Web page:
Trump’s response to learning that the cruise industry — which is almost entirely flagged overseas, in part to avoid US taxes — would not be eligible to tap the $500 billion slush fund for large businesses was to work to find a “legislative fix” so these floating petri dishes could survive a pandemic exacerbated by their industry.
Sr. admin official says bipartisan Senate grp working to ensure they can access one of the facilities–or else will seek a legislative fix in the next package.
He proposed adopting Josh Hawley’s offer, which is that if they registered here they could qualify for this loan package.
Meanwhile, on the same day Trump went out of his way to think creatively about how to fund an industry that has almost no societal value that isn’t already being addressed with extended unemployment benefits, outlets reported that the Trump Administration was balking on a plan — which both Trump and Mike Pence had already celebrated — to back a joint venture between General Motors and ventilator manufacturer Ventec Life Systems to produce up to 80,000 ventilators in Kokomo, IN. The problem: $1 billion was too much to spend to address the acute shortage of ventilators in the country.
The decision to cancel the announcement, government officials say, came after the Federal Emergency Management Agency said it needed more time to assess whether the estimated cost was prohibitive. That price tag was more than $1 billion, with several hundred million dollars to be paid upfront to General Motors to retool a car parts plant in Kokomo, Ind., where the ventilators would be made with Ventec’s technology.
By the end of the day, both Trump and Dr. Deborah Birx questioned the number of ventilators New York Governor Andrew Cuomo has consistently said his state will need.
“I have a feeling that a lot of the numbers that are being said in some areas are just bigger than they’re going to be,” he said. “I don’t believe you need 40,000 or 30,000 ventilators. You go into major hospitals sometimes, and they’ll have two ventilators. And now all of a sudden they’re saying, ‘Can we order 30,000 ventilators?’”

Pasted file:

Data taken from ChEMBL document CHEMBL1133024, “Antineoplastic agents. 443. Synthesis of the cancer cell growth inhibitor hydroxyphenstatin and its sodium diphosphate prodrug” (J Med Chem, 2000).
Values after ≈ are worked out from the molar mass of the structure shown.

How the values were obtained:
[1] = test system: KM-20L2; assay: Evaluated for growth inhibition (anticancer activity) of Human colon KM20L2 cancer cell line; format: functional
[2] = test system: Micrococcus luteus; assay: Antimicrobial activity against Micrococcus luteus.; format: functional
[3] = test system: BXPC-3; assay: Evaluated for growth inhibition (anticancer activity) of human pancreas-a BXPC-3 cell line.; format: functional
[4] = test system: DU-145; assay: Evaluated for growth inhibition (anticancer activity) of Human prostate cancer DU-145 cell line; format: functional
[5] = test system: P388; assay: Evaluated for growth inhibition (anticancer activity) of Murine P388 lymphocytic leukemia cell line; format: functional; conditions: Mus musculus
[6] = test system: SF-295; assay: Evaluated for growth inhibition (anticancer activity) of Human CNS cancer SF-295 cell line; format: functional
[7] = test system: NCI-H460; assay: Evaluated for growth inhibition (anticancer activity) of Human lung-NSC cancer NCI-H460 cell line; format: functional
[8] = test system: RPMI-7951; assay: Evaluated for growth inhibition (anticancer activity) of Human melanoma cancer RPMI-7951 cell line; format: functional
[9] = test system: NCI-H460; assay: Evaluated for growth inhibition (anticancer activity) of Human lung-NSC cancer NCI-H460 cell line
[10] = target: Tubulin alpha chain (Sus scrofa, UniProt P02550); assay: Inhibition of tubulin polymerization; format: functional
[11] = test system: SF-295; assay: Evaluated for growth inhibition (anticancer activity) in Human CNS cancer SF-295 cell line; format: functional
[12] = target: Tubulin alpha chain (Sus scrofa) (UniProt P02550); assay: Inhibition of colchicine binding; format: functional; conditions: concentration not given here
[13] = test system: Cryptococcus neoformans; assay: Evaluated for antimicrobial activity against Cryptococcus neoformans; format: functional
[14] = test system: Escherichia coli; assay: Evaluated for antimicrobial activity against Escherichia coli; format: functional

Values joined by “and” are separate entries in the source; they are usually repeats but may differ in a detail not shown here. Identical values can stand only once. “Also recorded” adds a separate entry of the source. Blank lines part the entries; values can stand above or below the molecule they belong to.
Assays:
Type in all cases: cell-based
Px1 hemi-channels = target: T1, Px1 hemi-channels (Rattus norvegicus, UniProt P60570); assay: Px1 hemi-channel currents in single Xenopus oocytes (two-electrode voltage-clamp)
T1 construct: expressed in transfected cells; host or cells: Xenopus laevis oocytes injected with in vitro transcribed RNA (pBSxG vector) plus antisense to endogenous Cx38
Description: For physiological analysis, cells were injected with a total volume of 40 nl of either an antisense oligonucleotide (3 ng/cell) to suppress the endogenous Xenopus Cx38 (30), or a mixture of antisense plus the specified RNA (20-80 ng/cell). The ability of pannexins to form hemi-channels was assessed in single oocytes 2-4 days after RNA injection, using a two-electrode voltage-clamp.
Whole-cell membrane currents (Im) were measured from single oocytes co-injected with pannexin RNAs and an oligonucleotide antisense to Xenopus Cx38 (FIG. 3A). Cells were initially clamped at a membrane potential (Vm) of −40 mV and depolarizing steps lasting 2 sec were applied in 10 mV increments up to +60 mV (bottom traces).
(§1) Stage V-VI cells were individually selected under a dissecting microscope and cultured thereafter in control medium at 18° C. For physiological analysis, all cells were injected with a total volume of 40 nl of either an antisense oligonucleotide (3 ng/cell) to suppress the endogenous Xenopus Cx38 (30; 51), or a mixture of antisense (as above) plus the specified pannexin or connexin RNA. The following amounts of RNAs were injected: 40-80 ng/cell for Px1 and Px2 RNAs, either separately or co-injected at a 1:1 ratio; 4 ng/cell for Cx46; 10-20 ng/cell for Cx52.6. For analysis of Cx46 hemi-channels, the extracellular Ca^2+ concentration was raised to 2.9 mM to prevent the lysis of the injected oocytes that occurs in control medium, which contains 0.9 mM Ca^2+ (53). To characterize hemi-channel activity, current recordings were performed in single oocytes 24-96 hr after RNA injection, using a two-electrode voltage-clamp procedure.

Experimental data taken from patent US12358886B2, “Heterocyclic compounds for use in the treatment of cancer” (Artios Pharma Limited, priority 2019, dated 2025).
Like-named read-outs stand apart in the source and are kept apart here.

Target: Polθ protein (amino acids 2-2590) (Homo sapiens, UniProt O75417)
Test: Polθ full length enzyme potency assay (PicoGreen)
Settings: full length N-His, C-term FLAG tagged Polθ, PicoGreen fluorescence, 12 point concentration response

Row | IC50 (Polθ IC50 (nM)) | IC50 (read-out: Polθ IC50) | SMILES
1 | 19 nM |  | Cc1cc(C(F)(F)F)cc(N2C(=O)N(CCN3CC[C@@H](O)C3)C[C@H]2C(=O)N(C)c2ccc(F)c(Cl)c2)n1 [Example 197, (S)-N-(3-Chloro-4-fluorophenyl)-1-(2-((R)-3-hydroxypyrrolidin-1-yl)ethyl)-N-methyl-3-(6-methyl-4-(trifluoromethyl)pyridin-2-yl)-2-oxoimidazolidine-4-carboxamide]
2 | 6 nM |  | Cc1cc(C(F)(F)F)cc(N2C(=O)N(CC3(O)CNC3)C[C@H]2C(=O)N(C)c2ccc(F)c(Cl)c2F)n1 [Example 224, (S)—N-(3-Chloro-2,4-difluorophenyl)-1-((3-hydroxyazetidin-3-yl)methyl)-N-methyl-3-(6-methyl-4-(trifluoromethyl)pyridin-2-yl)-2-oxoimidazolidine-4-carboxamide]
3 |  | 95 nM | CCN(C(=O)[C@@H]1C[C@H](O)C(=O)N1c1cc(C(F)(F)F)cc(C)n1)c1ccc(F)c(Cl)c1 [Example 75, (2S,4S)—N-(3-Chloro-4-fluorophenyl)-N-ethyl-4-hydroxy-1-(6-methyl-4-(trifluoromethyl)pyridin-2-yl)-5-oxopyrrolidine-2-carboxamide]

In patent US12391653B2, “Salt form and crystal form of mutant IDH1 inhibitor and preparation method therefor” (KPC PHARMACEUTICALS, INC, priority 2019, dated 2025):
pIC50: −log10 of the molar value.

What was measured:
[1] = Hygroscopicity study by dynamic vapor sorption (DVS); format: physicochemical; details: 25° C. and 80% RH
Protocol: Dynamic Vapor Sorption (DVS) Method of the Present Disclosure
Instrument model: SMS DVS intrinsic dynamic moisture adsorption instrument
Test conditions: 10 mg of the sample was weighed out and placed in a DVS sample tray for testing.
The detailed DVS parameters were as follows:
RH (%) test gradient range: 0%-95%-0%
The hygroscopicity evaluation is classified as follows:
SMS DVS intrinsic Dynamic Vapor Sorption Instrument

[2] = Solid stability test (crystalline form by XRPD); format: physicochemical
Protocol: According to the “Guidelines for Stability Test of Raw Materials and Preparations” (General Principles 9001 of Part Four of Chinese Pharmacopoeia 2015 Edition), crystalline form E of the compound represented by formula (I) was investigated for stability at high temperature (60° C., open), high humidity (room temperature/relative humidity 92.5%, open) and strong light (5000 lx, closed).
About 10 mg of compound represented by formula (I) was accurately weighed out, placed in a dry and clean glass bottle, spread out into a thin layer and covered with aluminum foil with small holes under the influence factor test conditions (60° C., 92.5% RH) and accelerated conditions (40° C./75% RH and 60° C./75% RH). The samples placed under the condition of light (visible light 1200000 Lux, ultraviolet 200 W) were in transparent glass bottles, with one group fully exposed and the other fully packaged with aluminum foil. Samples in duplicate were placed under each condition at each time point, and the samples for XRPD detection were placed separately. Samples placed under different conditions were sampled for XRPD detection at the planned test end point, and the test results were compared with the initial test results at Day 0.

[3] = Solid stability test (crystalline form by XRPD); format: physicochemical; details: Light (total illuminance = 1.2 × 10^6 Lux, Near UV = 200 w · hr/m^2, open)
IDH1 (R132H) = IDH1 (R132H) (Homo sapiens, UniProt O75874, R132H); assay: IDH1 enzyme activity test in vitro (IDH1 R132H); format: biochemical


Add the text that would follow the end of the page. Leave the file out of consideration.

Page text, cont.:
New York has become the new epicenter of the coronavirus outbreak in the United States, with hospitals struggling to keep up with larger patient numbers and limited supplies, including masks, gowns and ventilators. In severe cases of Covid-19, the illness caused by coronavirus, ventilators can allow patients to breathe with incapacitated lungs — a common outcome of the disease.
Dr. Deborah Birx, the White House coronavirus response coordinator, said earlier on Thursday she was told that New York had enough ventilators to meet current needs. While there may be shortages in urban areas like New York City, Birx said, there are other parts of the state “that have lots of ventilators and other parts of New York state that don‘t have any infections right now.“
“There is still significant — over a thousand or two thousand ventilators that have not been utilized yet,” Birx said. “Please, for the reassurance of people around the world, to wake up this morning and look at people talking about creating DNR situations — do not resuscitate situations for patients — there is no situation in the United States right now that warrants that kind of discussion.“
Trump’s interest in thinking creatively to fund the cruise industry as compared with his stinginess regarding crucial medical needs is not just malpractice during a pandemic.
But it doesn’t even serve his own stated priorities.
Trump has said he wants the economy to resume as soon as possible — he has been pushing for an Easter restart. Both WA (where Ventec is headquartered), MI, and IN are under state-wide stay-at-home orders, permitting only essential workers in the state to leave their homes to go to work. With some exceptions, the stay-at-home orders in the Midwest have shut down much of the auto industry.
Redeploying a parts plant in IN to produce ventilators would be a way to shift a facility and its workers from the non-essential category to the essential category, potentially getting them working before the stay-at-home orders are lifted.
Indeed, pushing manufacturers to shift production to items deemed essential, via whatever means (in this case, the venture would be supported only by a purchase agreement, but the Defense Production Act could be used to do even more of this). And even if Cuomo is overestimating how many ventilators he’ll need (there’s no reason to believe he is), if there’s a surge in COVID cases in the southern hemisphere as it shifts into fall, there’ll be plenty demand worldwide to pick up the slack.
Even if it led to a glut, one of the best employment policies right now would be to shift as much short- to medium-term production from goods deemed non-essential to goods deemed essential. Even if the US government overpays for those products, it’d be a better jobs program than restarting the cruise industry.
Trump continues to fool himself about where capitalism ends and state support begins. But he’s also adopting a policy that undermines his own hopes to get as many people back to work as he can.